Journal article

The "systolic volume balance" method for the noninvasive estimation of cardiac output based on pressure wave analysis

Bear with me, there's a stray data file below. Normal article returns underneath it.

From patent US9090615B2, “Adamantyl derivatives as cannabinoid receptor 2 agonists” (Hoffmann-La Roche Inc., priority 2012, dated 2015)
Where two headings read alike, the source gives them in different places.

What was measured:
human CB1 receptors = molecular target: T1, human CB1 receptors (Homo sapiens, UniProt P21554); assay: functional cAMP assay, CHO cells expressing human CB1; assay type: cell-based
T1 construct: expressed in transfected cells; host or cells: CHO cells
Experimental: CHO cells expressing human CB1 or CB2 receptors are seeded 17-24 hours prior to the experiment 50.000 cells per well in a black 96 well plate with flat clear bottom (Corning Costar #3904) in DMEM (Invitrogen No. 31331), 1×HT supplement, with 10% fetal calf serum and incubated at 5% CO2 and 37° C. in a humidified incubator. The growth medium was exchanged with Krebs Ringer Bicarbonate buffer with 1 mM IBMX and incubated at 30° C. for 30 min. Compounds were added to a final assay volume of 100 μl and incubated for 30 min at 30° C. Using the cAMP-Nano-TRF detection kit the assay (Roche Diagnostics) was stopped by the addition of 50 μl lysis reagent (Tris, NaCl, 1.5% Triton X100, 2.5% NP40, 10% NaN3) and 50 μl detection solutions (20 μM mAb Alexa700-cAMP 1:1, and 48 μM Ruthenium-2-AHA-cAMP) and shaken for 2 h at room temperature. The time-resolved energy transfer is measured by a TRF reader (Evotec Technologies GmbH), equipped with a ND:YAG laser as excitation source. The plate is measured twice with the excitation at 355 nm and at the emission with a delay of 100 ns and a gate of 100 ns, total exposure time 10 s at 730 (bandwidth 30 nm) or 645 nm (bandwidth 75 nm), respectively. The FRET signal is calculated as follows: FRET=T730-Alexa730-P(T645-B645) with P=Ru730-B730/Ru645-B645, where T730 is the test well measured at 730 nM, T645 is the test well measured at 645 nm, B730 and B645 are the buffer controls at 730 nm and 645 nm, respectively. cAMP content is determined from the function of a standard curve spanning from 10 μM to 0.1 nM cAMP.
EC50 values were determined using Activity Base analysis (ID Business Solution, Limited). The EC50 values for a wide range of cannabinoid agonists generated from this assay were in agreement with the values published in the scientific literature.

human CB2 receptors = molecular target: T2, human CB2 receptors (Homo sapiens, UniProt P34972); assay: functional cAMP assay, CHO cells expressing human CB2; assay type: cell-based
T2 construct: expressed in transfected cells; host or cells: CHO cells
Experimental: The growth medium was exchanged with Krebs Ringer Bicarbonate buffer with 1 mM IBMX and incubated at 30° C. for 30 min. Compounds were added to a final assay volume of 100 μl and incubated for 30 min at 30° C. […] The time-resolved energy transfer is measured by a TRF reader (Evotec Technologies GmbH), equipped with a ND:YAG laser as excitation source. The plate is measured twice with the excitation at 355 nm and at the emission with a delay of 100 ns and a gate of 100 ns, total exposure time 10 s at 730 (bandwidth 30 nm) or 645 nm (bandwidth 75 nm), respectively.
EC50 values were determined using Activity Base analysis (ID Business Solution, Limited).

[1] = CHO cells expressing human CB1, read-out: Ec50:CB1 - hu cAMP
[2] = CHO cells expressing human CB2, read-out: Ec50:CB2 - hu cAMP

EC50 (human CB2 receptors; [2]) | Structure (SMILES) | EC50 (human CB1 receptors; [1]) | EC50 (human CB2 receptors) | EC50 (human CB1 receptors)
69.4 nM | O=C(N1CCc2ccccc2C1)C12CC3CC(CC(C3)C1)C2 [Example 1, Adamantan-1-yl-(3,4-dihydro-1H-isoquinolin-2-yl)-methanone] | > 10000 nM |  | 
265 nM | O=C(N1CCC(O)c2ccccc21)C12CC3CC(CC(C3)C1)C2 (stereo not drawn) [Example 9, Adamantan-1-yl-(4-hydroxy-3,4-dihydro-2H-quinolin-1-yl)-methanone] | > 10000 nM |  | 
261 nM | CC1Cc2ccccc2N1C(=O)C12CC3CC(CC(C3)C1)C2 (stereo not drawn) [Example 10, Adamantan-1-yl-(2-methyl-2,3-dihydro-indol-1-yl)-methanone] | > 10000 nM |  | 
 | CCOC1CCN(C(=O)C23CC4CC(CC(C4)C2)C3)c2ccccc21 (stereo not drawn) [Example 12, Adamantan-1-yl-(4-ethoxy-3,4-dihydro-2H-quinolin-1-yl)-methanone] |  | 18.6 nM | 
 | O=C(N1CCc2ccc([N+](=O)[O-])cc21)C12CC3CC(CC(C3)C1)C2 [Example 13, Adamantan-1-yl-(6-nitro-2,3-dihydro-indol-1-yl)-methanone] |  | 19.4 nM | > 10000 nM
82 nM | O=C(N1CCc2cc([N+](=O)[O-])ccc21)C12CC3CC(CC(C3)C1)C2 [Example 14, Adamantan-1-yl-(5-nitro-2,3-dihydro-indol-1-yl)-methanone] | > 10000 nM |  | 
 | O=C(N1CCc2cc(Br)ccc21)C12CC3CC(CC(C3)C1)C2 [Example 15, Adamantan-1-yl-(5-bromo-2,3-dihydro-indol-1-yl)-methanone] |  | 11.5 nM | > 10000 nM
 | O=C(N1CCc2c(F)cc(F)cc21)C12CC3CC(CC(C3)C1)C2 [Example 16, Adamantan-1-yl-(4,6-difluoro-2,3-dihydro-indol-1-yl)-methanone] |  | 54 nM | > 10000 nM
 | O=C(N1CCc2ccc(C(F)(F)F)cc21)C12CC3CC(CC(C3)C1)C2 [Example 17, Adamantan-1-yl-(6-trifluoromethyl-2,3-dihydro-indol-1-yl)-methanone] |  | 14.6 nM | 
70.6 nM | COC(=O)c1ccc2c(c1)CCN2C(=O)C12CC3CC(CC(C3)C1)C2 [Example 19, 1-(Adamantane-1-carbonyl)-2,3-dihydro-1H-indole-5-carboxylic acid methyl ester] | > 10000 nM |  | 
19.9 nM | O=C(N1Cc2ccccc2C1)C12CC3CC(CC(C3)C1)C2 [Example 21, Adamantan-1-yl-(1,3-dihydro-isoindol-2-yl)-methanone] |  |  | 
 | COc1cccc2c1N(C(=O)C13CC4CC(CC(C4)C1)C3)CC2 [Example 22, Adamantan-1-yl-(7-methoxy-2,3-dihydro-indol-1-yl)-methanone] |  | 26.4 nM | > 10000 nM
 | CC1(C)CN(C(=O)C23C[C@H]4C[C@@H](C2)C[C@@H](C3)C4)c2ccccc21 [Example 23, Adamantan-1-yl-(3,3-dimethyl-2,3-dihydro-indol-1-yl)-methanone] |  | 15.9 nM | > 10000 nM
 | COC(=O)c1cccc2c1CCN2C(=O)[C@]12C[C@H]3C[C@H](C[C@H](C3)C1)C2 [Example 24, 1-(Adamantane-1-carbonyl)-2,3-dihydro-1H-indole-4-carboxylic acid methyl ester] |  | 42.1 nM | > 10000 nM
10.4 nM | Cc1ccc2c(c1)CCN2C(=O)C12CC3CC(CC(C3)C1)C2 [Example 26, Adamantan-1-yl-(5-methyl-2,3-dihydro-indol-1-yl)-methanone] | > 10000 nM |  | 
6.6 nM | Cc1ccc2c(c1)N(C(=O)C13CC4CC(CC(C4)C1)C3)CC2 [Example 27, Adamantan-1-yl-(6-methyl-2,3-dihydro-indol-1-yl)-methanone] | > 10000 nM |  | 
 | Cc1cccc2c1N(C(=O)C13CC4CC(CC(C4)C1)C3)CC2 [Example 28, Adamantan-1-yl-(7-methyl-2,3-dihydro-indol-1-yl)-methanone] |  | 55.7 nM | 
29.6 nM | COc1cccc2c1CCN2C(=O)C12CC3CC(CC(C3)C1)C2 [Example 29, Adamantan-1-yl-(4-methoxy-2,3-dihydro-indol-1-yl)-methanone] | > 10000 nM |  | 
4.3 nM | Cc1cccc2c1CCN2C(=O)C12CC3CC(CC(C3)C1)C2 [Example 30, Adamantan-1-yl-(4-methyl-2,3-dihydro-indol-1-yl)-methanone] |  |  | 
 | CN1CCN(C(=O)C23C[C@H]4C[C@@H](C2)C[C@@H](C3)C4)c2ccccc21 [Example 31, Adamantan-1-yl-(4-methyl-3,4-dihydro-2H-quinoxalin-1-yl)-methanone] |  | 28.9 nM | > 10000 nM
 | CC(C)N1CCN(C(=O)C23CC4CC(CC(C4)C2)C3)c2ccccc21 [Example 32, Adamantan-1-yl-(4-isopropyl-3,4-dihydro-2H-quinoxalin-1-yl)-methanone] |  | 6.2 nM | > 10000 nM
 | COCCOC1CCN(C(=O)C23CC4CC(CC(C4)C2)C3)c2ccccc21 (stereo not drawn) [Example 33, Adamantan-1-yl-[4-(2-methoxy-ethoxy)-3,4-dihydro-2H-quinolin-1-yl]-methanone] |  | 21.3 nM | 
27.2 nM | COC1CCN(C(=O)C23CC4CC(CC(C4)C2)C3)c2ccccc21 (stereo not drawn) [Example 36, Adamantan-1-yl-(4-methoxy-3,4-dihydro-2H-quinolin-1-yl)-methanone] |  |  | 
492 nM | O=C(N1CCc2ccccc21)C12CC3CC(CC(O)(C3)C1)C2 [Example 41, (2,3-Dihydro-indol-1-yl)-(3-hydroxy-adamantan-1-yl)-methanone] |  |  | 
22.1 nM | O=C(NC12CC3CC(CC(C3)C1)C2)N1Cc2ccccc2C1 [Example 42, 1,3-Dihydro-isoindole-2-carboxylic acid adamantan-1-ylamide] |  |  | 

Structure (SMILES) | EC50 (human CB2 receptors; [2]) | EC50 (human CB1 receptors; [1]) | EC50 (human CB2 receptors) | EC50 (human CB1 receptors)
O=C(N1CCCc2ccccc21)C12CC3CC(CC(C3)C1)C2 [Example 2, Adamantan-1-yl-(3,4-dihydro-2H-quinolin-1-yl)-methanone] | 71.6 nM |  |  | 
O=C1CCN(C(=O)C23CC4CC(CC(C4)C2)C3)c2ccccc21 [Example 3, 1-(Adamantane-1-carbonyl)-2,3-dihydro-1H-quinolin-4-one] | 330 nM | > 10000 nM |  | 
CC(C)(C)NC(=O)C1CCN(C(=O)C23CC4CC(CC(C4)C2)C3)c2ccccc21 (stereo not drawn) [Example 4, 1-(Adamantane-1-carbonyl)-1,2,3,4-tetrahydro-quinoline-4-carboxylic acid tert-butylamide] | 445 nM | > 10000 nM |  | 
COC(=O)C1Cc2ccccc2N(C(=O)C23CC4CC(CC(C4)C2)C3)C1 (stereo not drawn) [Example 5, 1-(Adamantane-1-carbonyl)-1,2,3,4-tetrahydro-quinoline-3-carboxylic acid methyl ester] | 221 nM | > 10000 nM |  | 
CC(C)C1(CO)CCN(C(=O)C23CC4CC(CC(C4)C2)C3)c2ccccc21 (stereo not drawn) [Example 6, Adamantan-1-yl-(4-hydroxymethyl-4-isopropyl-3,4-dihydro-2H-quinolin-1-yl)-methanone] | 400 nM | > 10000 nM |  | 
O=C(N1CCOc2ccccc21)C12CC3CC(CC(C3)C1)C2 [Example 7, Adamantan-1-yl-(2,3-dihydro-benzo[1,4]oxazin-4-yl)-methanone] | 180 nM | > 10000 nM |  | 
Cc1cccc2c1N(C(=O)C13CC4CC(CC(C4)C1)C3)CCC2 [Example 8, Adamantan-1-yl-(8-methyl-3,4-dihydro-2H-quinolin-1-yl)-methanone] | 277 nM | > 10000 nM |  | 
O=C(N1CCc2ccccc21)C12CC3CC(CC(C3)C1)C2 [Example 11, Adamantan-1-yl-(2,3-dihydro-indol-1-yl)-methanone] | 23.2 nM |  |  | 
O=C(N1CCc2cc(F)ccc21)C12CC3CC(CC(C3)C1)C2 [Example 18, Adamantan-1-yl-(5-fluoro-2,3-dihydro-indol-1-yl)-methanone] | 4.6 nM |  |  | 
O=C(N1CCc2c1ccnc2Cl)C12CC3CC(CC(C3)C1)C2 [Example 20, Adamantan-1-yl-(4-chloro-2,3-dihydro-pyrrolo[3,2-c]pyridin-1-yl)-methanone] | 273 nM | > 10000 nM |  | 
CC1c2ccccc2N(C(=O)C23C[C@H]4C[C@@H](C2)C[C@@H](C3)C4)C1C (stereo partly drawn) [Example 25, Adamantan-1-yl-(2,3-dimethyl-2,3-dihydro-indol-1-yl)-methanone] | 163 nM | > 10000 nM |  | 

Papaioannou TG, Vardoulis O, Stergiopulos N. The "systolic volume balance" method for the noninvasive estimation of cardiac output based on pressure wave analysis. Am J Physiol Heart Circ Physiol 302: H2064-H2073, 2012. First published March 16, 2012; doi: 10.1152/ajpheart.00052.2012.-Cardiac output (CO) monitoring is essential for the optimal management of critically ill patients. Several mathematical methods have been proposed for CO estimation based on pressure waveform analysis. Most of them depend on invasive recording of blood pressure and require repeated calibrations, and they suffer from decreased accuracy under specific conditions. A new systolic volume balance (SVB) method, including a simpler empirical form (eSVB), was derived from basic physical principles that govern blood flow and, in particular, a volume balance approach for the conservation of mass ejected into and flowed out of the arterial system during systole. The formulas were validated by a one-dimensional model of the systemic arterial tree. Comparisons of CO estimates between the proposed and previous methods were performed in terms of agreement and accuracy using "real" CO values of the model as a reference. Five hundred and seven different hemodynamic cases were simulated by altering cardiac period, arterial compliance, and resistance. CO could be accurately estimated by the SVB method as follows: CO = C x PPao/(T - P-sm x T-s/P-m) and by the eSVB method as follows: CO = k x C x PPao/T, where C is arterial compliance, PPao is aortic pulse pressure, T is cardiac period, P-sm is mean systolic pressure, T-s is systolic duration, P-m is mean pressure, and k is an empirical coefficient. SVB applied on aortic pressure waves did not require calibration or empirical correction for CO estimation. An empirical coefficient was necessary for brachial pressure wave analysis. The difference of SVB-derived CO from model CO (for brachial waves) was 0.042 +/- 0.341 l/min, and the limits of agreement were -0.7 to 0.6 l/min, indicating high accuracy. The intraclass correlation coefficient and root mean square error between estimated and "real" CO were 0.861 and 0.041 l/min, respectively, indicating very good accuracy. eSVB also provided accurate estimation of CO. An in vivo validation study of the proposed methods remains to be conducted.


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